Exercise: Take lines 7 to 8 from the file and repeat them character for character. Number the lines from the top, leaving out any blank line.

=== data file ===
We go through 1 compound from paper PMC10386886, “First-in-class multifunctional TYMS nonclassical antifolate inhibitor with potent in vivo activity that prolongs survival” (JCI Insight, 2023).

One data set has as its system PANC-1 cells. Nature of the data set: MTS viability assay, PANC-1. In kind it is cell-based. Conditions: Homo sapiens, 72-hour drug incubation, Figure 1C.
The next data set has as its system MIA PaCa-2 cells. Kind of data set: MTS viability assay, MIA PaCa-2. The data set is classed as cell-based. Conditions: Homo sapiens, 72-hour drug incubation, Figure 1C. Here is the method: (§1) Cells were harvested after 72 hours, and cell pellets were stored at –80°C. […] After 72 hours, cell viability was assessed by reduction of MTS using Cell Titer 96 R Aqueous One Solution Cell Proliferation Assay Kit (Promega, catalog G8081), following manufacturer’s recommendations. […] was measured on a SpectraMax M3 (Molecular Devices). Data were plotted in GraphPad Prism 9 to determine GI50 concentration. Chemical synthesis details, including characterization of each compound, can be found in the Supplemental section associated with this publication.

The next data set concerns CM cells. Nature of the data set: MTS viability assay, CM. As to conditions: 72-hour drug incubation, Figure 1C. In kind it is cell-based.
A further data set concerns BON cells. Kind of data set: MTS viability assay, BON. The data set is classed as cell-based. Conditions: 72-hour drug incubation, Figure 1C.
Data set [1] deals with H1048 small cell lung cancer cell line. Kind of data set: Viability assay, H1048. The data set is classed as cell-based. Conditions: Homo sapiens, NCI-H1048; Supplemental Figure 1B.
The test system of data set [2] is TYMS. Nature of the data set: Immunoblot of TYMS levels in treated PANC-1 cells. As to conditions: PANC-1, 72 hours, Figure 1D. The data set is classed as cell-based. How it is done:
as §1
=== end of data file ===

The test system of data set [2] is TYMS. Nature of the data set: Immunoblot of TYMS levels in treated PANC-1 cells. As to conditions: PANC-1, 72 hours, Figure 1D. The data set is classed as cell-based. How it is done:
as §1